It tells the story of the troubled relationship between the American poet, T.S. Eliot, and his first wife, Vivienne Haigh-Wood.
The film is boring, lacking a clear sense of directing and doing no justice to the character by presenting it in a more cartoonish way. The best in show is by far Rosemary Harris giving a touching performance as Viv’s mother and the original score and costume design also feel just right. Other than that, I don’t recommend it.
Miranda Richardson as Vivienne Haigh-Wood
Miranda plays Vivienne Haigh-Wood, a real-life figure, the eccentric, maybe emotionally-troubled first wife of poet T.S. Eliot. Her story starts when she’s in her 20s, a passionate rich woman, with lots of health problems, living in England during WWI. She marries Eliot and they have a long, bumpy marriage, which ends with him declaring her mentally unstable and locking her away.
The role sounds like a lot of fun and it IS a juicy role, but I could also clearly see the misogyny and one-crazy-note all over the screenplay. Truth is, Viv wasn’t as wacky as they’ve written her and, even if I’d ignore facts from the real life, you can clearly see how uncomfortably over-the-top they are with the character at times. Both Eliot AND the screenplay treat Viv badly for the most of the film, and it’s for Miranda to pick up the pieces and try to bring some humanity.
But I don’t want to make it sound like it’s ALL to the screenplay’s fault. I think Miranda had some choices to make and she could’ve shifted the performance more towards the safer side. However, she made the choice of doing the extremes, and for most of it, it didn’t help. I am not talking about bad acting, but except for a handful of scenes, the character created by Miranda is quite dislikeable – and she’s not even the villain.
So let’s talk a bit about the eccentricities. There’s a lot of shouting, some fake crying and a ton of mood swings. Sometimes, when’s she’s acting crazy, she manages to be quite funny: the chocolate scene for example – I smiled, but I also knew these cartoonish acts dehumanize the character and don’t help with the overall performance.
And I go back to the same old dilemma: I know this is what she’s supposed to play, because this is what’s on paper, this IS the character they’ve prepared for her. Miranda is never bad, but I cannot pretend that I’m enjoying the performance, even though it IS meant to be unpredictable and over-the-top. A lot (!) of actresses get shitty roles, but somehow they manage to spin it around. Miranda brings good stuff to the character, but she could’ve done more. And here’s where she does succeed:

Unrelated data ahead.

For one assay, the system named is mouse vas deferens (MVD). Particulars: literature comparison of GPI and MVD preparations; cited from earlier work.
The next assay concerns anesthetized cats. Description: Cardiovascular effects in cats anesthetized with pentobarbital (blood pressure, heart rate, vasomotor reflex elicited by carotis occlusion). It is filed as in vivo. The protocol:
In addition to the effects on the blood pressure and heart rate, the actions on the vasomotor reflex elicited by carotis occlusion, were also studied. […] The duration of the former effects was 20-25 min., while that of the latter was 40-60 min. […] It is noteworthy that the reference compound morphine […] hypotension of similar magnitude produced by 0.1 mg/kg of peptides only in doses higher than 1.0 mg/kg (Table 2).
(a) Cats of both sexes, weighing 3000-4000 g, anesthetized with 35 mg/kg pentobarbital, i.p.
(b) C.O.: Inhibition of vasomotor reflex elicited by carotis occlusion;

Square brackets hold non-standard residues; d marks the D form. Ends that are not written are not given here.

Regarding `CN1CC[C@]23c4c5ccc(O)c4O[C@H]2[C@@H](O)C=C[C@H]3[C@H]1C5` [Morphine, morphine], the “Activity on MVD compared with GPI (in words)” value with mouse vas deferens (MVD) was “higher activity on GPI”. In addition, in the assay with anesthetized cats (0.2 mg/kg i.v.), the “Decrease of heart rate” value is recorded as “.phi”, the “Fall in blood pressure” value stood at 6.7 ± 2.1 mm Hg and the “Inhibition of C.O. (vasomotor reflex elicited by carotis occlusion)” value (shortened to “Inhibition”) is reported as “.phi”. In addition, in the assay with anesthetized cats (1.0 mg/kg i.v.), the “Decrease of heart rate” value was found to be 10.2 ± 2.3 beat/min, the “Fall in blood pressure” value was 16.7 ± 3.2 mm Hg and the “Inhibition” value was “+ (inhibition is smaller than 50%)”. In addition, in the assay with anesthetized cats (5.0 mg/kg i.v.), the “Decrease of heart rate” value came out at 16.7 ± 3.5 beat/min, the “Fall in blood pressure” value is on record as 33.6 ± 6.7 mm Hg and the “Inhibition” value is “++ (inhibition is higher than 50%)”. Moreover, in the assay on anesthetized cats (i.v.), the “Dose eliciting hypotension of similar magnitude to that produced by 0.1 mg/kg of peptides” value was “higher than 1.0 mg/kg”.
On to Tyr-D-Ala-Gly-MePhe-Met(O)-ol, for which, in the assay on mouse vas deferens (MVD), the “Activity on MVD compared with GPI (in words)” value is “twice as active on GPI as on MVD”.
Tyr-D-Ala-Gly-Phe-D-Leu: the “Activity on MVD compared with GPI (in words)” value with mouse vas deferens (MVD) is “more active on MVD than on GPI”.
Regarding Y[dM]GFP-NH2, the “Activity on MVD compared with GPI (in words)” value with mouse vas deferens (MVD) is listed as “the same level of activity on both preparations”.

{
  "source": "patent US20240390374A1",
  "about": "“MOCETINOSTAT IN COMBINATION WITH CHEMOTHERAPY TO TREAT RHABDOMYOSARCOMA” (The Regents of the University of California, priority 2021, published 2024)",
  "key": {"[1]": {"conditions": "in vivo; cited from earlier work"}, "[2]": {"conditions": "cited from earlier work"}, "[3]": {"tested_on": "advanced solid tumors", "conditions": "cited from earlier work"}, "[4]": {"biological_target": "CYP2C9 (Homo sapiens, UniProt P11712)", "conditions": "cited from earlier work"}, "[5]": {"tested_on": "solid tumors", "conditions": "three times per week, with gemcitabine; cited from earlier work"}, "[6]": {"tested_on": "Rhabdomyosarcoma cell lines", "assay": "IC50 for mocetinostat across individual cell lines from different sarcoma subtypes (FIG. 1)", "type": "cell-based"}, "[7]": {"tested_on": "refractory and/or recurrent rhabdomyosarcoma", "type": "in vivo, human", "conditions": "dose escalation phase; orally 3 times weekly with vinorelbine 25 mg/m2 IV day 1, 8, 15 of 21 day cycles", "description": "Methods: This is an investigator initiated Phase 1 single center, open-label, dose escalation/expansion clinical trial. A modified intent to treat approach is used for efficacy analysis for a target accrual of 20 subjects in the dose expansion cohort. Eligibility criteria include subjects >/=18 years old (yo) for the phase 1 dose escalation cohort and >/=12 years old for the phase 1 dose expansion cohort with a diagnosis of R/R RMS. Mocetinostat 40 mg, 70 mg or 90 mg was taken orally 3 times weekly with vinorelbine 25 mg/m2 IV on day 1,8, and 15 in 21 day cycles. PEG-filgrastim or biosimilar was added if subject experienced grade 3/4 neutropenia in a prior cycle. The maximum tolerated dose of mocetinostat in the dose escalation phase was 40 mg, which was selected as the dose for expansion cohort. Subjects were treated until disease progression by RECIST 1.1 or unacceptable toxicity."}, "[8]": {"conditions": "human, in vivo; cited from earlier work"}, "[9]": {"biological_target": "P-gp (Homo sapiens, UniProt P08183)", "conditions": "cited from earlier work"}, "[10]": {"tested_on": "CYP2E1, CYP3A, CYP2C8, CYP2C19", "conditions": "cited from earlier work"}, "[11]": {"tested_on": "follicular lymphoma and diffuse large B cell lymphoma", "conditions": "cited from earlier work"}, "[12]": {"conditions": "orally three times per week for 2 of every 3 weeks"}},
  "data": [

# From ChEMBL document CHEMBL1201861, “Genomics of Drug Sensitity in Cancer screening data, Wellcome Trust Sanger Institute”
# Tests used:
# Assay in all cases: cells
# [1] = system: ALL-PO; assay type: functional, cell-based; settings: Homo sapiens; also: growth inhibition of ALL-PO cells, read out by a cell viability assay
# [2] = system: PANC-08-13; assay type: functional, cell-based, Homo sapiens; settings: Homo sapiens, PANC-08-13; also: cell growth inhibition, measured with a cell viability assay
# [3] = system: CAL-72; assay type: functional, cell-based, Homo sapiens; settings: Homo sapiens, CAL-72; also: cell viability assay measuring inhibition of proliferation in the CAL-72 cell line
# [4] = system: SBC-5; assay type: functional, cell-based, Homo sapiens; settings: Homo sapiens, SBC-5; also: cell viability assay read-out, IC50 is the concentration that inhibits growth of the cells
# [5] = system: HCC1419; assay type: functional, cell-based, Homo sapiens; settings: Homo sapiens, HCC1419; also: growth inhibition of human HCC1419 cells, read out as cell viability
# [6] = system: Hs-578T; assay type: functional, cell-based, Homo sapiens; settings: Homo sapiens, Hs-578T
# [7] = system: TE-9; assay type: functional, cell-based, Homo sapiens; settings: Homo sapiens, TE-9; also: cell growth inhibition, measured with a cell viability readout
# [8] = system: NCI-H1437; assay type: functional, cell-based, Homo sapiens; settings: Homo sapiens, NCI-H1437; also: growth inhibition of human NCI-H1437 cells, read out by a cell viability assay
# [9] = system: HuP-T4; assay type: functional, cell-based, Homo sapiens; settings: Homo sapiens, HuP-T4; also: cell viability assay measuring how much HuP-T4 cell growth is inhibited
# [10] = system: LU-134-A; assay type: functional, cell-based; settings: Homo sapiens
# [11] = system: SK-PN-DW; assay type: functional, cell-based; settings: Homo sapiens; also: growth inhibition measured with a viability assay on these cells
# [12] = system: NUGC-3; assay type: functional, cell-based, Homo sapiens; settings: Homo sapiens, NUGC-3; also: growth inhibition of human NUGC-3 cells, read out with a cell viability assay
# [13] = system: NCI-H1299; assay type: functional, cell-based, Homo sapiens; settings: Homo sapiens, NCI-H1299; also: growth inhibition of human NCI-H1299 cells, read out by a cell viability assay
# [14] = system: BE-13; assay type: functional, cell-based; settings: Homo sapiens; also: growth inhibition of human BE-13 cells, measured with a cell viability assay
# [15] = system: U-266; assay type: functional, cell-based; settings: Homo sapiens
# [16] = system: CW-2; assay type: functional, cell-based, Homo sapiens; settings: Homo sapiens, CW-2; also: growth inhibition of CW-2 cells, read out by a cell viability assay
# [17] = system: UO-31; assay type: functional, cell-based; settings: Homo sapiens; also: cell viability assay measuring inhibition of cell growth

There were 2 sides/moments with Viv that I’ve enjoyed. First, it’s her honest friendship with Louise, an ordinary girl. In a couple of minutes, Miranda shows us why she enjoys this stranger’s presence: Louise is probably the only person who really respects Viv and doesn’t see her as this crazy woman, which in fact she really isn’t. There’s a vulnerability in Miranda’s eyes when in her presence, that struck something in me and for seconds I felt like I understood who Viv really was.
The other highlight of the performance is the final 2-3 scenes, with the aging Viv in the asylum. Her dignity, her simplicity are both heartbreaking especially in the scene between Viv and her brother. There’s no crying from her, no shouting, but it’s definitely the most powerful, human, haunting moment of the performance and of the film. If only there would’ve been more scenes like this.
And I could go on, but the truth is: to me it’s a flawed performance, because of the way the character’s constructed and because Miranda should’ve pulled it more to the sanity side. I honestly think that any other good or great actress could’ve done the same ok job, and that’s the simplest way to put it. A strong which could’ve gone to a 3.